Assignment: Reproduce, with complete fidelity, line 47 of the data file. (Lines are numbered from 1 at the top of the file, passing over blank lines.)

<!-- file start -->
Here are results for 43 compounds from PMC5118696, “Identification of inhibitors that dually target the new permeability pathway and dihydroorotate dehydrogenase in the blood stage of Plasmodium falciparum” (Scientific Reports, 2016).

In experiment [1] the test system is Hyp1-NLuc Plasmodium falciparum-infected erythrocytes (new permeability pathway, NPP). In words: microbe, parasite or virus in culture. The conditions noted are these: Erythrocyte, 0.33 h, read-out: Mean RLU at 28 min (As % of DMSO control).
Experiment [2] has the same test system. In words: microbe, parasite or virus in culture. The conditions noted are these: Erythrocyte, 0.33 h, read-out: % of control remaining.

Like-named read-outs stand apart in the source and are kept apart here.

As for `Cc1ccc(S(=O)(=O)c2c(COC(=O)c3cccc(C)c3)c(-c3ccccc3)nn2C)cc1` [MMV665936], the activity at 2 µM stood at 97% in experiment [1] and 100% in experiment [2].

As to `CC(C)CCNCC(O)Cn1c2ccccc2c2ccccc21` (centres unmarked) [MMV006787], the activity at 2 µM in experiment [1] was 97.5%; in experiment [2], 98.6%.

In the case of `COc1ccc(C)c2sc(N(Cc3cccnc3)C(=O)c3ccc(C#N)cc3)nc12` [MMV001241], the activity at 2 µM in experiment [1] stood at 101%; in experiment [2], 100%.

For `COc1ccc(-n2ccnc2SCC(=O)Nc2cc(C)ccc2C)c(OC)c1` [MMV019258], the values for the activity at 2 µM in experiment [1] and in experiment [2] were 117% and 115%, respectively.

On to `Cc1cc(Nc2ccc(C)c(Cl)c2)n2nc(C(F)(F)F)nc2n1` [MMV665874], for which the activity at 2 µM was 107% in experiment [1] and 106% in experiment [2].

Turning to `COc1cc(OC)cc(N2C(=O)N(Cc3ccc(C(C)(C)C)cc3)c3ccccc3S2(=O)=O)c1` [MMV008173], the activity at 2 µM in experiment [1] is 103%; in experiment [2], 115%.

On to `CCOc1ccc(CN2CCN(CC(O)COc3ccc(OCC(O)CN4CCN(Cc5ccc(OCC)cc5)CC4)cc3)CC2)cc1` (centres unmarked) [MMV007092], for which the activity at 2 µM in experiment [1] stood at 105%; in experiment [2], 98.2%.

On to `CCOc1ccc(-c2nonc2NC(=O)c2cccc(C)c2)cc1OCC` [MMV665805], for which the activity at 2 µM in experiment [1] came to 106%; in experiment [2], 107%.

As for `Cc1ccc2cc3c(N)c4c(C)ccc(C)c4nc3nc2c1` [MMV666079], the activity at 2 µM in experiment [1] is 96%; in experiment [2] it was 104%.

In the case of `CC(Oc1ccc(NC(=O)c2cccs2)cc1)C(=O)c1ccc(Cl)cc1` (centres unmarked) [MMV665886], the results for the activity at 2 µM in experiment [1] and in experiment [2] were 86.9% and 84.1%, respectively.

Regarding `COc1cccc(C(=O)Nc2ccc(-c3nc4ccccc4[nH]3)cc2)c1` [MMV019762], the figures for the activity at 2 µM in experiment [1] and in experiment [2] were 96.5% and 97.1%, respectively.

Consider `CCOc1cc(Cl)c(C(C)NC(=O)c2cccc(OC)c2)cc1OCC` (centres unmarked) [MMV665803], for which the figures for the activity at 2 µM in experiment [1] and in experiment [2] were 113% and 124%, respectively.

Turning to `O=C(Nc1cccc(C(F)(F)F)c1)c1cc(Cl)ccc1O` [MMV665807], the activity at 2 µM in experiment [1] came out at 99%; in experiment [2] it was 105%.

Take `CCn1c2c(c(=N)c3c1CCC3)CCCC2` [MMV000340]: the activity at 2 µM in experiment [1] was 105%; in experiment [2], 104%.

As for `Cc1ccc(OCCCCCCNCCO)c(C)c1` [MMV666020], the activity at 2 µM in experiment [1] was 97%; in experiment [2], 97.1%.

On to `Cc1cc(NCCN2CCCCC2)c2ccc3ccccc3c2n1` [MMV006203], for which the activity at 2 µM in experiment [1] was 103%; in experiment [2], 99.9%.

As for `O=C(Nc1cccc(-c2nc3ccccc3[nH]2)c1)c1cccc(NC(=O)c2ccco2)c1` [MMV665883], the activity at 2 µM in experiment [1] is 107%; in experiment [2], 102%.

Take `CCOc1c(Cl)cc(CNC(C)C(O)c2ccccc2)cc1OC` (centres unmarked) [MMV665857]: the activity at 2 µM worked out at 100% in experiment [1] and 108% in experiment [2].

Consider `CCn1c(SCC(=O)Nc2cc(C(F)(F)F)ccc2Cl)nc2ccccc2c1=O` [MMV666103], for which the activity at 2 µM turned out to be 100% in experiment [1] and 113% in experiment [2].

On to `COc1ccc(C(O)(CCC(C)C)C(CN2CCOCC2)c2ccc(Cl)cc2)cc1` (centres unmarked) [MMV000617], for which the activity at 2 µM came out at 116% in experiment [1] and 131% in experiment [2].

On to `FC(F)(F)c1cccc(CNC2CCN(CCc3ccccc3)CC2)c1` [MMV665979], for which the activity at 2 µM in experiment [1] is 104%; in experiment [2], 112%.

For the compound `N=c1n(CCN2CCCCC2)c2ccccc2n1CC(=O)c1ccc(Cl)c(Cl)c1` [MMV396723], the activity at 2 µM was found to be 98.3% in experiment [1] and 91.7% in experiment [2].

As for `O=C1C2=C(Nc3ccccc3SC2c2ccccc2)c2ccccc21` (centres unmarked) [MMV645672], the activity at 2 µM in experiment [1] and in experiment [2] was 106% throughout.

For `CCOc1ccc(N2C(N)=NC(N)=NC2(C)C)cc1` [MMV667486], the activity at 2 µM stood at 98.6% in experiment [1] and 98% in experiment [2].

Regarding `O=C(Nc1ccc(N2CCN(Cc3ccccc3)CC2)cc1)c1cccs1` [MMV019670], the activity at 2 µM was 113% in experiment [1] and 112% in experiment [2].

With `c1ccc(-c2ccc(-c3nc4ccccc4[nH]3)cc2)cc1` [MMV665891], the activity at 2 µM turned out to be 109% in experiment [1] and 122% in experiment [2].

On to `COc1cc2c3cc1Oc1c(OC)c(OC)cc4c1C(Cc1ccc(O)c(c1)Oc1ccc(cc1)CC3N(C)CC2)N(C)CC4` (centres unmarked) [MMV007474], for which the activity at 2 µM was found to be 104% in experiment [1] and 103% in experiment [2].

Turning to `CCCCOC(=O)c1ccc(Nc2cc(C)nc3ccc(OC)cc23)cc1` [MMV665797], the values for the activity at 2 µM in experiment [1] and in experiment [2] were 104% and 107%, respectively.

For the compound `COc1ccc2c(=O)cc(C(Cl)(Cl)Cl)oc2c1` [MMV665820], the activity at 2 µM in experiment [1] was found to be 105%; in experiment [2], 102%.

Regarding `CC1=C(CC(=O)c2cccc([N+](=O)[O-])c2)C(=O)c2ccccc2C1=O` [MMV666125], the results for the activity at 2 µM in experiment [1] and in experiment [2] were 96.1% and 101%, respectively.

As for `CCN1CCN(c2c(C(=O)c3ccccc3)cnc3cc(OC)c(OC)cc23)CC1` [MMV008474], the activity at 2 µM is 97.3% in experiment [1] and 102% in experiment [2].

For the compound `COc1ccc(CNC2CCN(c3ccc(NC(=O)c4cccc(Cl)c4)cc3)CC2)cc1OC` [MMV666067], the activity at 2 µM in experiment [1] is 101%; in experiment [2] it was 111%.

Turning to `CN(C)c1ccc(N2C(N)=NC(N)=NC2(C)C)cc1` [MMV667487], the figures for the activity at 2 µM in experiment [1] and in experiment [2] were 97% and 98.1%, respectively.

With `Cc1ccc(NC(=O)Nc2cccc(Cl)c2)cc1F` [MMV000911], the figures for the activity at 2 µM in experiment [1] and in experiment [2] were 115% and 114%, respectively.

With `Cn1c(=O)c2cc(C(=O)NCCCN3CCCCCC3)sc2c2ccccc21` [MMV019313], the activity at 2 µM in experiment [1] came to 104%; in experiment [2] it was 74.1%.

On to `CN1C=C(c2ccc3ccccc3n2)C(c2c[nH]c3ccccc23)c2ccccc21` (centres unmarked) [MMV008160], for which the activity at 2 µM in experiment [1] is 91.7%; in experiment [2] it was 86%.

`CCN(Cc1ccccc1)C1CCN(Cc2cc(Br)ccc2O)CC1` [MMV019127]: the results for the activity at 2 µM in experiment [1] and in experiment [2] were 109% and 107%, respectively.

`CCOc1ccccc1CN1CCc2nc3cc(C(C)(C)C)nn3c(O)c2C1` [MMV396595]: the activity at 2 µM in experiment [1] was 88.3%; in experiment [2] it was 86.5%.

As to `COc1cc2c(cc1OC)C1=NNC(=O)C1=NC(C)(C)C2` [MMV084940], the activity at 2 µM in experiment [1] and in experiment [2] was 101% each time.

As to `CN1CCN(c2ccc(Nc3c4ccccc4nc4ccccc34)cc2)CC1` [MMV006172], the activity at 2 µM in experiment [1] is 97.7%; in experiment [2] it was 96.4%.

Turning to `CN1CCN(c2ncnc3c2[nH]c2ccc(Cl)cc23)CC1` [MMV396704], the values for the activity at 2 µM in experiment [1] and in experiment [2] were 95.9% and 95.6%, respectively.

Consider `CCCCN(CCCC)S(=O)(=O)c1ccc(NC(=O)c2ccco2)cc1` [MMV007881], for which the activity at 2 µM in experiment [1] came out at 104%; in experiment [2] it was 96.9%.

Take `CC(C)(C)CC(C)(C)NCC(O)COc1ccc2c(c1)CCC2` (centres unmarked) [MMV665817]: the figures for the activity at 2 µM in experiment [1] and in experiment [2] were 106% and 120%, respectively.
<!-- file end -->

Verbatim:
Take `CC(C)(C)CC(C)(C)NCC(O)COc1ccc2c(c1)CCC2` (centres unmarked) [MMV665817]: the figures for the activity at 2 µM in experiment [1] and in experiment [2] were 106% and 120%, respectively.